Official newspaper of The University of Texas at Austin

The Daily Texan

Official newspaper of The University of Texas at Austin

The Daily Texan

Official newspaper of The University of Texas at Austin

The Daily Texan

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October 4, 2022

University sacrifices oasis landscape in an environmental effort

Pu Ying Huang

Zone 4 workers Spencer Collins and Kevin Winslett check the filter system as part of maintenance work on Littlefield Fountain Thursday afternoon.

Fountains, graffiti and a few dozen turtles may seem like they have nothing in common, but that’s only in the eyes of a student. In the uncommon eyes of the fountain maintenance crew, Zone 4, these seemingly unrelated words could be the bread and butter of any given workday.

To most, Zone 4 might sound strangely reminiscent of SEAL Team 6. Although these two specialized task forces may not be direct equivalents, they certainly have their similarities. This group of experienced fountain fanatics handles not one, not two, but yes, 11 different water displays around the campus. Charlie Cromartie, supervisor of South Campus Maintenance, oversees 20 employees, all of whom thwart the tyranny of algae, vandalism and faulty pipes while protecting the freedom-loving, reptilian citizens of Turtle Pond.

Thanks to Zone 4 and several other dedicated teams at Facilities Services, the University of Texas boasts a stunning campus. Lavish displays of florae are scrupulously maintained on every square inch of the property, beautiful Spanish barrel tile decorates the center campus buildings and a golden trimmed Texas Tower looks out protectively over the grounds.

The Littlefield Fountain, a familiar frontispiece of Texas’ college brochures, fits right in with this reputation of opulence. Sitting directly in front of the tower and six pack, water cascades from the two top tiers into a lower basin while jets project a series of steady streams over the wild cavalry of the sculpture.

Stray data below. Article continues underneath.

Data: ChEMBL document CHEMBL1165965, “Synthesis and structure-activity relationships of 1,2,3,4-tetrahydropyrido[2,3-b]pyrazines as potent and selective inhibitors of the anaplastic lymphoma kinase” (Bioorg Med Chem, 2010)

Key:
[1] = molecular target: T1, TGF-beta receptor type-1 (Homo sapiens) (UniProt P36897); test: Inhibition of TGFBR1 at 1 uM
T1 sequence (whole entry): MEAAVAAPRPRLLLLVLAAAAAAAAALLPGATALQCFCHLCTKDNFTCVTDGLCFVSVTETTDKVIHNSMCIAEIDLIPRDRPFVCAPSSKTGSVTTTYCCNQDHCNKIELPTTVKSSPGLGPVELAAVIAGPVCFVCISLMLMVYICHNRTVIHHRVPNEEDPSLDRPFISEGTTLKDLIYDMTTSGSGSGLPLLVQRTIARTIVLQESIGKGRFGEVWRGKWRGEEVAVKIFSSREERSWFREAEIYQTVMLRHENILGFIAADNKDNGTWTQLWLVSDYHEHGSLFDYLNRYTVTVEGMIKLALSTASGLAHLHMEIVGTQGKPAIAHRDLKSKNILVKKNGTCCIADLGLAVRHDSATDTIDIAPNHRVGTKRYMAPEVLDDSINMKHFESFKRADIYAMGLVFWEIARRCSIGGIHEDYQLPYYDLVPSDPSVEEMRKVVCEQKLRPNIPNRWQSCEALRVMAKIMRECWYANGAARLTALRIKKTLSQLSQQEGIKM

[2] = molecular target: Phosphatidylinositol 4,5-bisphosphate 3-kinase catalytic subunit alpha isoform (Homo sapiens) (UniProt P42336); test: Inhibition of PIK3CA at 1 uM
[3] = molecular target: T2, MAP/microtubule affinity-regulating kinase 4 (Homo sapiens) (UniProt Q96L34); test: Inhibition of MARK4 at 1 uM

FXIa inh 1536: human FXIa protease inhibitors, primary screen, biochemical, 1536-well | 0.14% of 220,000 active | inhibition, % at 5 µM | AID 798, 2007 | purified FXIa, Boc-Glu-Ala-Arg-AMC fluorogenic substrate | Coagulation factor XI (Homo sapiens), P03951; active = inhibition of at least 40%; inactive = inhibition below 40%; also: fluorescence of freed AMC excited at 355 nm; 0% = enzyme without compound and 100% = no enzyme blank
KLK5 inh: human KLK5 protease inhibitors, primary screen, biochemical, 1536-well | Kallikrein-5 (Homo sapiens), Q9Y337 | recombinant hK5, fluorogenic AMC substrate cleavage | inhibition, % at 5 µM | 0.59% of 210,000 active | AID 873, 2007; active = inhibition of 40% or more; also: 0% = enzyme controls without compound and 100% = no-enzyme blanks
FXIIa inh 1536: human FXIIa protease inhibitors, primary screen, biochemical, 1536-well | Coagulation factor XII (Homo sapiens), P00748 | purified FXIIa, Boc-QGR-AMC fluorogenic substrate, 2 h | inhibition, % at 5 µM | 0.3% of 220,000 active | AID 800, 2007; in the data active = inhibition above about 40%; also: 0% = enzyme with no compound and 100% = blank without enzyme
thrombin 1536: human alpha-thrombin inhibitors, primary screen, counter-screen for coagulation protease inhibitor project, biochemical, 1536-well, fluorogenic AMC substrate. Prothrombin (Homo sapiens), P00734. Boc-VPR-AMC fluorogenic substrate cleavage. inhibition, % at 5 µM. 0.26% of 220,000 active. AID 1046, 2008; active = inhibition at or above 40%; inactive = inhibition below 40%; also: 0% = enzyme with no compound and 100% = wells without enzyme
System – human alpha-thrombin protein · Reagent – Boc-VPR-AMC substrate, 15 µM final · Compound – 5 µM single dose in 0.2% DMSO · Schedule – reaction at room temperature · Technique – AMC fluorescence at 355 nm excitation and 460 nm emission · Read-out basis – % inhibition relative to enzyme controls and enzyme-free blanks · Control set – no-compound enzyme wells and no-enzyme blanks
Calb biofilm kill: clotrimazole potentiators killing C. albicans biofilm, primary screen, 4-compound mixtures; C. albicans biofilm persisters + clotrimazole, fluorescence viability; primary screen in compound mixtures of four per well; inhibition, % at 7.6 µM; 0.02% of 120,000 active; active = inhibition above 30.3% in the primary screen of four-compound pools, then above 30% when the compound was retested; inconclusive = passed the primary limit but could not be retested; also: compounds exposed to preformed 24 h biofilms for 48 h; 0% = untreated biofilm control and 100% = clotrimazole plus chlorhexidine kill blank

As the fall semester starts here, however, students will notice that Littlefield is in fact the only fountain that seems to be switched on. Since money is still flowing here at UT, the more cantankerous students may want to know why the fountains aren’t flowing as well.

By switching off the fountains here on school grounds, 300,000 gallons of water are saved each month, according to Laurie Lentz, the communications coordinator at UT’s Facilities Services. In layman’s terms, 200,000 toilet flushes are avoided every 30 days.

During the hottest weeks of the year, drought conditions are abated by restricting the use of water on both public and private property in Austin. With Stage 2 Water Use Restrictions taking effect this past Tuesday, the fountains remain an impractical, let alone expensive, use of the available water. Although each of the fountains is capable of recirculating, heat causes most of that water to evaporate, necessitating constant refills.

For typical homeowners in the Austin area of Travis County, sprinklers can only be used at times of the day when the temperature is low enough to avoid this evaporation. The University of Texas is not a homeowner, however, nor is it typical. The school is actually so atypical that it is not required to follow water restrictions imposed by the city. During the Gone to Texas rally Aug. 28, Littlefield Fountain was turned on at full pressure without needing the consent of city administration, since restrictions function more like guidelines than anything else.

In many parts of the world, water scarcity is an increasingly problematic and life-threatening circumstance for millions of people. Limited and restricted resources are a common motif of conflict abroad and at home. With these considerations in mind, UT stands proudly behind its motto: “What starts here changes the world.” Turning off the fountains mirrors the school’s successful zeroscaping initiative and general cutbacks in irrigation. Since the launch of a water recovery program 30 years ago, water has been collected from multiple sources and reused to help supplement losses in the cooling towers. As of 2011, treated water from sewage plants is now being pumped through the sprinkler systems (the toilet flushes weren’t a joke).

But will these fountains remain arid relics from a bygone age of unchecked water consumption?

The future of the fountains is not something that has come up often, explains Lentz. For now, dry season happens to be a welcome convenience for Zone 4 workers. After the LBJ fountain was drained last spring, a leak was discovered and subsequently fixed. Until the fate of these displays is determined, Zone 4 will continue to work hard at a job they enjoy and a school they love.

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University sacrifices oasis landscape in an environmental effort